Honey Hole Road, Todmorden



Photo by kind permission of Frank Woolrych

This church is a Grade 1 Listed Building overlooking the town. It is perched high on a hill in an imposing position and can be seen for miles around, helped by the spire, which increases its height by a further 192 feet. Reached by a long winding drive starting at a gatehouse, it looks more like an Anglican Cathedral than a non-conformist chapel. Even the gatehouse is a listed building. The church stands in its own substantial landscaped grounds and has a large burial ground on the wooded slopes behind the building.

However, the church is new in comparison to most, and wasn't the first place of worship for the Todmorden Unitarians. Joseph Cooke was a former Wesleyan Minister who had been expelled for heresy. His followers called themselves the Methodist Unitarians and they set up a number of Societies in the Rochdale area, including Todmorden.

John Fielden (1784-1849), the local mill owner, social reformer and later radical MP for Oldham, was of Quaker stock. He dabbled in Wesleyanism and in 1818 was persuaded to follow the break away Unitarians, enticed no doubt by their political aims of social reform in factories, prisons and women's rights.

They first met at a room in Hanging Ditch, Todmorden, and in 1823 built their own chapel and school. John was closely involved in this and became a teacher at the school. By 1828 the congregation had grown but the Society was in considerable debt so John bought the chapel and cleared the debt from his own pocket. John is buried in a plain and simple grave in the burial ground adjacent to the chapel.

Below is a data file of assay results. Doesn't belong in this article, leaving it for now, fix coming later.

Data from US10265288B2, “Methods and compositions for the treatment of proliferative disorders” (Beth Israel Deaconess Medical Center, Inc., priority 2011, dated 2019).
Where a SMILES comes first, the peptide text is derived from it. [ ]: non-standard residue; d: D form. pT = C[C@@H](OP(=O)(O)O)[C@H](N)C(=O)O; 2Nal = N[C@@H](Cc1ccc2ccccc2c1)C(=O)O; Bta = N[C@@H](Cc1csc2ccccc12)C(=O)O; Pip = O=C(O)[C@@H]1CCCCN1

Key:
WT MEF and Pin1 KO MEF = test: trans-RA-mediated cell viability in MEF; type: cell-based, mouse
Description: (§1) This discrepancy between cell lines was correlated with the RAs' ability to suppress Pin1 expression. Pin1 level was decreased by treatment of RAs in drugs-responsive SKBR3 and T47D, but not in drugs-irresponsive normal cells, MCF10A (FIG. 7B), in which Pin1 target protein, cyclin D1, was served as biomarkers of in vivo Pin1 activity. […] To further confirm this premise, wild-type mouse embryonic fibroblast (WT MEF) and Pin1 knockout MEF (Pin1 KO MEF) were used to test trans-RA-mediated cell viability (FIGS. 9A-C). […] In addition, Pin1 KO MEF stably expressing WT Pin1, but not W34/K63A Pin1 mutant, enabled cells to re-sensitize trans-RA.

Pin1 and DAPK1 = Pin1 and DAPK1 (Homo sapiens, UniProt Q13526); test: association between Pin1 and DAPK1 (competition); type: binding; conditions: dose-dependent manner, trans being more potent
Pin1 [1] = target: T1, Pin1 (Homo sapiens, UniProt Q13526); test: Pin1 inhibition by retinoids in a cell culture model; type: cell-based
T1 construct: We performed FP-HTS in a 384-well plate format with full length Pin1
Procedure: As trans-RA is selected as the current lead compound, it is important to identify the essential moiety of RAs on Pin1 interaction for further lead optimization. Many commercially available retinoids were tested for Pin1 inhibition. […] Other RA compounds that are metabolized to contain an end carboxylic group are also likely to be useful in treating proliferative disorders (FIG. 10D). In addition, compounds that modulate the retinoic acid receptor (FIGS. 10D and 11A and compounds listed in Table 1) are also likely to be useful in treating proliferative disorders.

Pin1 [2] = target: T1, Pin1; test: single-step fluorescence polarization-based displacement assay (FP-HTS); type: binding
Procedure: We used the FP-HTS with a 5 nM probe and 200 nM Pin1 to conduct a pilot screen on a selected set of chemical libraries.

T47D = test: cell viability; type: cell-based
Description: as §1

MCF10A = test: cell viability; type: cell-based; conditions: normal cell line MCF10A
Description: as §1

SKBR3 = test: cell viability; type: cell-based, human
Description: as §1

The old chapel later remodelled as a

Sunday School


His grave is a rectangular stone kerb surrounding a gravel base. There is no headstone and the only inscription on the kerb reads:

Born 17th Jany 1784 - John Fielden - died 29th May 1849

Is it a sign of the times that the man who gave so much to Todmorden rests in a forgotten grave, which is now neglected and overgrown?

In the years after John Fielden's death, the Unitarian community in Todmorden grew rapidly and the facilities at the chapel became inadequate. In 1864 his three sons, Joshua, John and Samuel, agreed to help the community, but far from enlarging the existing premises they commissioned a brand new church to be built on their land at Honey Hole in Todmorden. Money was no object to these brothers, and they decreed that only the best quality stone, marble and oak were to be used. The cost ended up in excess of £35,000, which was a colossal sum in those days. No expense was spared and the building was one of considerable size and splendour.